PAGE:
While Papa John’s continues to distance itself from founder John Schnatter, even deciding to evict him from company headquarters in Louisville, Kentucky, the beleaguered figure is fighting back. In a letter to directors, dated Saturday and reviewed by The Wall Street Journal, Schnatter expressed regret over his decision to step down as executive chairman on July 11, saying, “The board asked me to step down as chairman without apparently doing any investigation. I agreed, though today I believe it was a mistake to do so. I will not allow either my good name or the good name of the company I founded and love to be unfairly tainted.”
He added: “I have checked with corporate governance experts who tell me that this was not a proper action by the board.”
Schnatter, who remains a board member and, as of March owned 29 percent of Papa John’s shares, which measures to about $500 million, said he’s not racist. Schnatter’s resignation stemmed from details of a May conference call with marketing agency Laundry Service. The session was reportedly arranged between executives and the agency to prevent future public-relations snafus. In the letter, Schnatter agreed the call was intended to prepare him for difficult questions he might face from reporters. The agency asked him if he was racist.
“I then said something on the order of, Colonel Sanders used the word ‘N,’ [I actually used the word], that I would never use that word, and Papa John’s doesn’t use that word,” Schnatter wrote in the letter. He also said Laundry Service suggested the company retain rapper Kanye West to appear with Schnatter in marketing. He said he resisted since West used the “N-word” in some of his music.
“I am confident that an examination of the facts will bear out what I have written in this letter and show that once again our company has demonstrated that it does not know how to handle a crisis based on misinformation,” he said in the letter.
“I will not allow either my good name or the good name of the company I founded and love to be unfairly tainted.” — John Schnatter, Papa John’s founder.
CNBC is also reporting that Schnatter said Laundry Service was fired by Papa John’s the day after the call, but still owed the agency about $1.3 million. He wrote Laundry Service requested $6 million “because they claimed some of their people had been offended by what I had said.” He added that an attorney threatened a smear campaign if the pizza chain didn’t comply. Papa John’s, Schnatter said, ultimately paid the agency $2.5 million.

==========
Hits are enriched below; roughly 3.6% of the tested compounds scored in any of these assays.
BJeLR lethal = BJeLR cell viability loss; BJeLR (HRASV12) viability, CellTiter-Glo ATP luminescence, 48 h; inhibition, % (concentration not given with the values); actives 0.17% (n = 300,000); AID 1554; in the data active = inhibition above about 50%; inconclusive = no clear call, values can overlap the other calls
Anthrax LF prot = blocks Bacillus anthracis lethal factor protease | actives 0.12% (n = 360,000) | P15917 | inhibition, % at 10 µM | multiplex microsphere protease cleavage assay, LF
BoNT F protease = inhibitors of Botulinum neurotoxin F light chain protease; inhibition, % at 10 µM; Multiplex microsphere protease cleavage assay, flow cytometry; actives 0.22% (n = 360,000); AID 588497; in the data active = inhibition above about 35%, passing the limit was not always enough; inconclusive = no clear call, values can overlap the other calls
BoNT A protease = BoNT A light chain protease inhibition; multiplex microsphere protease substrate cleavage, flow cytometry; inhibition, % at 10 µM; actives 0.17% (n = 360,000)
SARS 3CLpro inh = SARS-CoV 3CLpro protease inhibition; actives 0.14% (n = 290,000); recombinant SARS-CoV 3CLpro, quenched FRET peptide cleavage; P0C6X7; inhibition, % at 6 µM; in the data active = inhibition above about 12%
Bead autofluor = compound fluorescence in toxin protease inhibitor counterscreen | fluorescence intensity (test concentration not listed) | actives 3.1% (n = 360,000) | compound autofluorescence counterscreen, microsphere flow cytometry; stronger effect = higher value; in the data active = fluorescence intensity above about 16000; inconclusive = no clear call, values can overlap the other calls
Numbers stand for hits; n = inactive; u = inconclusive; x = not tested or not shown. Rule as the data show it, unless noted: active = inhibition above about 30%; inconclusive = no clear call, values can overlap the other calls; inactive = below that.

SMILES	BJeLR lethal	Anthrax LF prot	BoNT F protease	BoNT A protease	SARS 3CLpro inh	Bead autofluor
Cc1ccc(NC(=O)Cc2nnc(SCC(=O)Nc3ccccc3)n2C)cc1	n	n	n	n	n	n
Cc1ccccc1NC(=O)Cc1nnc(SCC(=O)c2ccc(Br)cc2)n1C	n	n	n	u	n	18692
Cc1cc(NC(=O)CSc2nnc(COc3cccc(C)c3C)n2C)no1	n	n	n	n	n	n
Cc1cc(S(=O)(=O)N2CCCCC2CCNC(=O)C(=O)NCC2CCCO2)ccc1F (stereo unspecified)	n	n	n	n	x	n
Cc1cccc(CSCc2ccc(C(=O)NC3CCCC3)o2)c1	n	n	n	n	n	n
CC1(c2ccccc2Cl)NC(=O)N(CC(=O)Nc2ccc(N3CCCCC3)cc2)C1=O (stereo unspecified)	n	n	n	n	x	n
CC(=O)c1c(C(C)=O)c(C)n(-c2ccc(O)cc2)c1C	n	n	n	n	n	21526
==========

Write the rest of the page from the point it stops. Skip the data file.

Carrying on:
According to The Wall Street Journal, Schnatter visited corporate headquarters Tuesday to “talk informally to employees and received hugs from people as he walked the halls.”
The board can’t remove Schnatter as director, leaving the decision up to shareholders at the next annual meeting in May to re-elect him or not. “Those individuals were acting on rumor and innuendo, without any investigation—let alone a third-party investigation of the facts,” Schnatter said in the letter.
People familiar with his thinking, as reported in the article, said Schnatter regrets his decision not just to resign as chairman, but also his agreeing to exit as CEO in December in the wake of his NFL comments over anthem protests hurting Papa John’s sales. He has hired Los Angeles trial attorney Patricia Glaser to aid in his efforts.
Glaser penned a separate letter July 15 saying Papa John’s “board had no authority to remove Mr. Schnatter as a director” and asked for “an independent investigation and fully inform itself as to what actually occurred.”
She said failure to do so would render individual board members liable for all resulting harm to Schnatter and Papa John’s.
Olivia Kirtley, Papa John’s lead independent director, sent Schnatter a letter last week saying the board wanted to discuss his full resignation at the meeting that took place Sunday, The Wall Street Journal said.
After the meeting, Papa John’s sent a release announcing the creation of a special committee of the board of directors, consisting of all of the independent directors, to “evaluate and take action with respect to all of the company’s relationships and arrangements” with Schnatter. The committee approved and directed the company to terminate Schnatter’s founder agreement, which defined his role with Papa John’s “as advertising and brand spokesperson for the company.” It also approved and directed the company to terminate a sublease agreement granting Schnatter the right to use certain office space at the company’s corporate headquarters in Louisville, Kentucky, and “specifically requested” that Schnatter cease all media appearances, and not make any further statements to the media regarding the company, its business or employees.
Additionally, on Tuesday, Papa John’s said it appointed international law firm Akin Gump Strauss Hauer & Feld LLP “to oversee an audit and investigation of the company. As previously announced, the audit and investigation will examine all of the existing processes, policies and systems related to diversity and inclusion, supplier and vendor engagement and Papa John’s culture.”
“We’re focused on creating the right future for Papa John’s,” Kirtley said in a statement. “The special committee of the board is committed to this thorough audit and investigation and to taking deliberate actions to rebuild trust at Papa John’s and to ensure that this company is driven by the values of diversity, equity, inclusion and respect.”